PUBLIC INFORMATION OFFICE
JET PROPULSION LABORATORY
CALIFORNIA INSTITUTE OF TECHNOLOGY
NATIONAL AERONAUTICS AND SPACE ADMINISTRATION
PASADENA, CALIF. 91109. TELEPHONE (818) 354-5011

Contact: Diane Ainsworth

FOR IMMEDIATE RELEASE                                                January 13, 1994


       NASA today announced the completion of its planned series of adjustments and tests of the cameras onboard the orbiting Hubble Space Telescope and released images showing that the telescope's desired performance has been restored.

       The announcement was made at NASA's Goddard Space Flight Center in Greenbelt, Md., by NASA Administrator Daniel S. Goldin and Sen. Barbara A. Mikulski (D-Maryland), chair of the Senate subcommittee responsible for appropriating NASA funding.

       In successive news panels following the announcement, scientists, engineers and managers at NASA's Jet Propulsion Laboratory expressed satisfaction that the space telescope's Wide-Field and Planetary Camera-II was performing perfectly. The camera, designed and built at JPL, is the principal imaging instrument aboard the observatory and was used to take most of the images NASA released today.

       The Hubble servicing mission, conducted in December 1993 aboard the space shuttle Endeavour, put in place a new JPL-built camera that incorporates corrective optics to compensate for a flaw in Hubble's 2.4-meter (94.5-inch) diameter primary mirror. Shortly after launch, star images from the newly deployed telescope showed that the surface of the mirror was too flat by an amount equal to about 1/50th the width of a human hair and that images could not be brought to a sharp focus.

       The corrective optics in the new camera have completely eliminated this blurring so that images are essentially in perfect focus, according to Dr. John Trauger of JPL, principal investigator of the new Wide-Field and Planetary Camera-II.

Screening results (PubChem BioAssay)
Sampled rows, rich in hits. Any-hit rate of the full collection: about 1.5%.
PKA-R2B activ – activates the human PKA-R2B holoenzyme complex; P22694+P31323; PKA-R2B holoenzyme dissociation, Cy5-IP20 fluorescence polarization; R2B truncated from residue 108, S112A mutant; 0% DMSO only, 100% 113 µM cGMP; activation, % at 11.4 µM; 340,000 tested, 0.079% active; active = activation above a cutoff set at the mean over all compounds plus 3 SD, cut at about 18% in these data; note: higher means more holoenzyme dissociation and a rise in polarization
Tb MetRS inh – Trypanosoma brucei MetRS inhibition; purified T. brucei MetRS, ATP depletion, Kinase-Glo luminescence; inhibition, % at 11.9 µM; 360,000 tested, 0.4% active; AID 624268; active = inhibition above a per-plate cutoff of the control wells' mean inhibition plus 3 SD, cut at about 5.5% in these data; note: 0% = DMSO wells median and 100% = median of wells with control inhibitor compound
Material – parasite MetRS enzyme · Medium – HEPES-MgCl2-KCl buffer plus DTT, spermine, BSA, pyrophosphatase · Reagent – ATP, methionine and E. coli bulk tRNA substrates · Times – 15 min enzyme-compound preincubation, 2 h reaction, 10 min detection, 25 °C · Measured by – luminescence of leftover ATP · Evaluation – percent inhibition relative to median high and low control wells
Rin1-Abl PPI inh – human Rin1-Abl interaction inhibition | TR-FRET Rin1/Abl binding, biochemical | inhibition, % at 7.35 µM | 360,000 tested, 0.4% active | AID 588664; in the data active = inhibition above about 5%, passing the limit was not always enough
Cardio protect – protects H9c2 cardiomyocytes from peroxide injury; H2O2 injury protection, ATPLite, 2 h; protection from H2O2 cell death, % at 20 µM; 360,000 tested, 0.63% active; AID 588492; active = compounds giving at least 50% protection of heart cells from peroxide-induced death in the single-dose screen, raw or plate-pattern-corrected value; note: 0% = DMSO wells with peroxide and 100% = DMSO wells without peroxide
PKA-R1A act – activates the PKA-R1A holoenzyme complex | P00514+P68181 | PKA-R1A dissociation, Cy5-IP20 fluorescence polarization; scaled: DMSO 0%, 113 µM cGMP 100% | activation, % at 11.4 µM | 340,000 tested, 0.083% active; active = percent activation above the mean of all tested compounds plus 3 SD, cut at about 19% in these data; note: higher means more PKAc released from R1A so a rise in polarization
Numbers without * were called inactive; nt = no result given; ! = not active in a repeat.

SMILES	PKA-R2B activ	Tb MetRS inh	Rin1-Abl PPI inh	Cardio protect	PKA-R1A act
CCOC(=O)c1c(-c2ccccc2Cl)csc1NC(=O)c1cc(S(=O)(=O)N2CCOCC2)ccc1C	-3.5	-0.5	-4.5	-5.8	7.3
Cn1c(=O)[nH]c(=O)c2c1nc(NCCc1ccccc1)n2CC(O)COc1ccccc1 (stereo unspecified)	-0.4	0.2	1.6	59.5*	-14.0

Once the new camera was installed, the original Wide-Field and Planetary Camera-I, also designed and built at JPL, was returned to Earth by the STS-61 astronauts for possible reuse at a later time. Except for the flaw in the telescope itself, the original camera had also performed perfectly, scientists reported, and was used to record most of the images obtained to date from the Hubble telescope.

       In addition to the Wide-Field and Planetary Camera-II, the Endeavour astronauts also installed the Corrective Optics Space Telescope Axial Replacement, or COSTAR, a telephone-booth-sized instrument that carries corrective optics to offset the telescope flaw for three other science instruments aboard Hubble: the European Space Agency's Faint Object Camera and the Goddard Space Flight Center's High Resolution Spectrograph and Faint Object Spectrograph.

       The astronauts replaced the telescope's solar panels, used to generate electricity from sunlight to power the observatory, because the original panels were found to cause vibrations of the telescope when it passed into and out of Earth's shadow. Replacement gyroscopes and an upgraded computer memory were also installed during the highly successful servicing mission in early December.

       The refurbished Hubble Space Telescope is now capable of achieving the scientific objectives for which it was originally designed, scientists and engineers concurred at the news conference.

       The images released today show, for example, that the telescope is for the first time able to see individual stars that are imbedded in galaxies at the distance of the Virgo cluster some 65 million light years away. These stars are of about the same brightness as Cepheid variable stars, which are used by astronomers to measure distances.

       A key science program of the Hubble telescope to accurately calibrate the cosmic distance scale -- currently uncertain to within a factor of about two -- will also become possible for the first time.

       Other images released today show how well the telescope will be able to produce clear, sharp images of the densely populated regions near the cores of galaxies and star clusters, previously thwarted by the telescope's blurred imaging.

       Images that were taken with the new Wide-Field and Planetary Camera-II reveal well-resolved shots of newly forming stars in the nearby Orion nebula. They also show previously unseen structure in the exploding star Eta Carinae, which is located in one of the Magellanic clouds just outside the Milky Way galaxy.

       In one of the images, the expanding gas clouds around Eta Carinae have grown larger than they were when first observed by Hubble, as the result of the clouds' expansion at a speed of about 1,000 kilometers per second.

       The Wide-Field and Planetary Camera-II was designed and built by JPL for NASA's Office of Space Science, Washington, D.C.


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1/13/94 DEA
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